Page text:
Young Researchers Conference

February 27-March 1, 2014

13th Annual International
Young Researchers Conference

A joint Havighurst Center and SOYUZ* conference

The Topos of Justice 

In 20th- and 21st-century Russia, Eastern Europe and Eurasia, various theories and practices of justice dramatically affected the lives of millions of people. This conference will explore experiments in law and regulations, narratives and theories of justice, translations and material objectifications of justice, and ethic and affective circulations of justice and morality in its local and global forms.

co-sponsored with The Humanities Center, The College of Arts & Science, The Center for American & World Cultures, the International Studies Program, and the Departments of Anthropology, History, and Political Science


5:30 – 7:30pm, Harrison Hall 111

Introduction and Welcome
Karen Dawisha, Director of the Havighurst Center for Russian & Post-Soviet Studies, Miami University

Keynote Lecture
Robert M. Hayden, University of Pittsburgh,
Justice as Unfairness

Marcum Center, Rms 184-186

Session 1 9:00–10:40am
Global Legalities: Democratization, the Rule of Law, and Human Rights

Chair: Carl T. Dahlman, Miami University

Discussant: Jessica Greenberg, University of Illinois at Urbana-Champaign

Timothy William Waters, Indiana University Maurer School of Law, Digressing towards Europe: Narratives of Moral Transit through Violence

Vera Axyonova, Bremen International Graduate School of Social Science, Promoting Justice and the Rule of Law in Central Asia: The European Union Rule of Law Initiative as Part of a Comprehensive Democratization Strategy?

Michelle C. Grisé, Yale University, Liberal Legality in Unlikely Places: Constitutional Debates in Post-Genocide Cambodia

Cristian Capotescu, University of Michigan, Challenging Power through the Power of Morals: The Role of Human Rights and Humanitarianism from Communism to Post-Communism in Romania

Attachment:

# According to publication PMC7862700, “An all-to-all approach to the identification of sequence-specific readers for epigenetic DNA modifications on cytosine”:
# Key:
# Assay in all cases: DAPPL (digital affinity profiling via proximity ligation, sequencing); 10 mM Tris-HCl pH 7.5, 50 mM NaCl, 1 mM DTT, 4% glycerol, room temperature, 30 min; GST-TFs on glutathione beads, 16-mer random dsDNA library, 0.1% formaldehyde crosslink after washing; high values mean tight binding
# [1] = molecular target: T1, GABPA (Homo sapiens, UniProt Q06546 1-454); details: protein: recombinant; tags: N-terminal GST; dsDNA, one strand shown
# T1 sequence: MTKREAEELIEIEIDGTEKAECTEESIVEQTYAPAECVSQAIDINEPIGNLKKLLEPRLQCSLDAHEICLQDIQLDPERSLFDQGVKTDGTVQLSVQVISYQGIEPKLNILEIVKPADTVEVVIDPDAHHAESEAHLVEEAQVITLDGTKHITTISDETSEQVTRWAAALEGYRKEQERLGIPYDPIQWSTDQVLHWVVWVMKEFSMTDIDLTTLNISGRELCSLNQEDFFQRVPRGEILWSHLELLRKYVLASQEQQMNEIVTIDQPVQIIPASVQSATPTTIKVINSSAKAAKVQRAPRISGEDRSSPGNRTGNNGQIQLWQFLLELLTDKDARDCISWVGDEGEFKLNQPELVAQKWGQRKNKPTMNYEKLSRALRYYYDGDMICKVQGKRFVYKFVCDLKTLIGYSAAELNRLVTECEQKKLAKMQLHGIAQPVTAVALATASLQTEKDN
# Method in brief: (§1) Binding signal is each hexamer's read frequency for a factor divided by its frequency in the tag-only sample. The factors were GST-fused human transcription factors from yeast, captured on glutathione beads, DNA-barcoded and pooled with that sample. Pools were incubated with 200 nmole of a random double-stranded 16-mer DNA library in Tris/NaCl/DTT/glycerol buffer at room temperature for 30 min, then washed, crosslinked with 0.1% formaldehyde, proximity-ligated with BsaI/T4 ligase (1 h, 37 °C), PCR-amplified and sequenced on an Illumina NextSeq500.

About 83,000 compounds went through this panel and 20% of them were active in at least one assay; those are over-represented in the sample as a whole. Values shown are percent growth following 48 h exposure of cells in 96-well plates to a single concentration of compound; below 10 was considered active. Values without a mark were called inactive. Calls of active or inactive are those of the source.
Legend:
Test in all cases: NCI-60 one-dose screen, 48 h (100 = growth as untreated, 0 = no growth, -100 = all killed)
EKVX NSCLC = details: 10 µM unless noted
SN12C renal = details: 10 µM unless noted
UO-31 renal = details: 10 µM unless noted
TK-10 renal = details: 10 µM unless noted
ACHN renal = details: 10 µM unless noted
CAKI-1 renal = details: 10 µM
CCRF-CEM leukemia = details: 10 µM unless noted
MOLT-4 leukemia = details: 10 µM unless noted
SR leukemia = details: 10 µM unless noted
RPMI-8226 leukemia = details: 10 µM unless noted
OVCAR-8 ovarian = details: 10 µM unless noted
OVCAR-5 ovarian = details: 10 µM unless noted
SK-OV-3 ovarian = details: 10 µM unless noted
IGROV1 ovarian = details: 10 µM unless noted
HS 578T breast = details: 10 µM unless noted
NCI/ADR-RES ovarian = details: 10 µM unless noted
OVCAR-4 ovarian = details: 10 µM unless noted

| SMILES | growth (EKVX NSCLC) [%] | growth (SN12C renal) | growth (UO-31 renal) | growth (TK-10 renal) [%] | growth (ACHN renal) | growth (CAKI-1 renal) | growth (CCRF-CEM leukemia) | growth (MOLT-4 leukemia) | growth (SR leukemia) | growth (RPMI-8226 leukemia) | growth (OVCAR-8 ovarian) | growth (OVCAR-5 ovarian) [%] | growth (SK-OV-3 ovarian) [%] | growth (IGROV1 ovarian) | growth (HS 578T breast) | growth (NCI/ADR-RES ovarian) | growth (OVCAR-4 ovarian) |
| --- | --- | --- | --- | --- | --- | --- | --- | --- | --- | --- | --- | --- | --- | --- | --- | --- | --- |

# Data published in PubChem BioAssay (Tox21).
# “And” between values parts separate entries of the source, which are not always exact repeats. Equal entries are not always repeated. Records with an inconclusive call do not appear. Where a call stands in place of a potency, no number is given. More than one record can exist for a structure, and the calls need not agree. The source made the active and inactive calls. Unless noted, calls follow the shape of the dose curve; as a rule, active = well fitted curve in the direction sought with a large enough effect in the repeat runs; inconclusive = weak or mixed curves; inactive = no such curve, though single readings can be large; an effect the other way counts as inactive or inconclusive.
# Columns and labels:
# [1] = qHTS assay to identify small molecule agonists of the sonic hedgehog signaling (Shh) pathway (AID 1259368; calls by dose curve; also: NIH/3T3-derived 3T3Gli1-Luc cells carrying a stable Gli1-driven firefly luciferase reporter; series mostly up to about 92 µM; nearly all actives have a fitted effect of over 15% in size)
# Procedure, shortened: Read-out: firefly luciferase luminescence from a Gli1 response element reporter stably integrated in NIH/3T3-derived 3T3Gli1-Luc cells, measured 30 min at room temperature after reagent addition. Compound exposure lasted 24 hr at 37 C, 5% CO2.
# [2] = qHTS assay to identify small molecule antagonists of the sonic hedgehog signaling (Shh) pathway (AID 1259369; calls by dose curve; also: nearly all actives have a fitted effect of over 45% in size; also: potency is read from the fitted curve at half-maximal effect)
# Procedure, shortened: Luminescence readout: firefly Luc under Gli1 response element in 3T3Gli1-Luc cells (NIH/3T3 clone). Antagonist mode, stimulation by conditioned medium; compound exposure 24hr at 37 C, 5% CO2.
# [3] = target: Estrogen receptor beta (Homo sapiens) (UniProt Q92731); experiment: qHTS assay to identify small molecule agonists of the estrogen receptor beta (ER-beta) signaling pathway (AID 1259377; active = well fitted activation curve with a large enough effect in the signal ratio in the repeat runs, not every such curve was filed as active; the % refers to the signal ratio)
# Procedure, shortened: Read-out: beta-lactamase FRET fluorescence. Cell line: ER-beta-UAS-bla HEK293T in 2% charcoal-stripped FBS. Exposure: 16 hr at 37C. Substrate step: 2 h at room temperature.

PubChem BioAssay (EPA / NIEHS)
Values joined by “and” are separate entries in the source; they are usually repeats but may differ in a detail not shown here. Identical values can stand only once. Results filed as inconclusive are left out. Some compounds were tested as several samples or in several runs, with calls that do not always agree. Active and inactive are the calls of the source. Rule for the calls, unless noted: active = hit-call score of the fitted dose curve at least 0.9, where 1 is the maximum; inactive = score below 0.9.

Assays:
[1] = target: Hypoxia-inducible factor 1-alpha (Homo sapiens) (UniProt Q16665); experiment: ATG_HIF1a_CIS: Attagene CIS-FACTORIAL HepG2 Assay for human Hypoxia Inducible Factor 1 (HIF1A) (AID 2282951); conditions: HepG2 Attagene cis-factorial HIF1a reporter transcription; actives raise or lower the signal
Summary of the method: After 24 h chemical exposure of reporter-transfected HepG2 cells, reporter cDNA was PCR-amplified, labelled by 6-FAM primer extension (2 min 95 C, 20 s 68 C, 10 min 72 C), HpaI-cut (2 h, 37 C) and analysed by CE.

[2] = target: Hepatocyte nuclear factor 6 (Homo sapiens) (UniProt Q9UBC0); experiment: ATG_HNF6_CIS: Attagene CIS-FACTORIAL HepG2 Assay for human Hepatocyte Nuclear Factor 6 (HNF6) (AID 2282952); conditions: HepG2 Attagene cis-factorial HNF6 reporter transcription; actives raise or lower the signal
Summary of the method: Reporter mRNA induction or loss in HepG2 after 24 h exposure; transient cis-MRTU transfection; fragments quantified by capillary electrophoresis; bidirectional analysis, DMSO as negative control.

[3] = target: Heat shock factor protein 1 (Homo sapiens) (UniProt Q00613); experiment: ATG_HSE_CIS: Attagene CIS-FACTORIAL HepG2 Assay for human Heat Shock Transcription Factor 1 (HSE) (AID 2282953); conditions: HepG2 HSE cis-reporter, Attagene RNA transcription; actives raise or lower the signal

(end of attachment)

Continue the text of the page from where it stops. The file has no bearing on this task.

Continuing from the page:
Session 2 11:00am–12:40pm
Topographies of Justice: Borderlands, Sovereignty, and Ethnicity

Chair: Venelin Ganev, Miami University
Discussant: Edward C. Holland, Miami University

Madeleine Reeves, University of Manchester, In Search of Parity: Historicizing “Contested Territory” and its Regulation at a Central Asian Border

Timothy Alexander Nunan, Harvard Academy for International and Area Studies, Northern Crossings: Development and Sovereignty in the Afghan-Soviet Borderscape

Morgan Y. Liu, The Ohio State University, Uzbek Patronage between Ethnic Particularism &
Soviet Universalism in Southern Kyrgyzstan

Leisan Khalioullina, Institute of Economics, Management and Law, Kazan, Identity and the Rule of Law: Ethnic Profiling in the Republic of Tatarstan

Session 3 2:00–3:20pm
Time and Truths: History and the Politics of Memory

Chair: Stephen Norris, Miami University
Discussant: Serguei A. Oushakine, Princeton University

Tom Rowley, University of Cambridge, Dissident Reburial and Documentary Film in the Soviet Union

Christine Beresniova, Indiana University, Historical Justice, Contemporary Discord: Examining the Rise of Resistance to Holocaust Remembrance in Lithuania

Marharyta Fabrykant, Belarusian State University, Nationalism and Construction of Justice in Belarusian Legal History Textbooks

Keynote Lecture
5:00–6:30pm, Marcum Center 184-86
Kim Lane Scheppele, Princeton University
Constitutions and Counter-Constitutions: Understanding the New Constitutional Revolution
in Hungary

Marcum Center, Rms 184-186

Session 4: 9:00–10:40am
Moral Citizenship: the State and Everyday Justice

Chair: Neringa Klumbyte, Miami University
Discussant: Nancy Ries, Colgate University

Susanne Cohen, University of Chicago, Workers of the World, Connect?: Everyday Justice Online in Post-Soviet Russia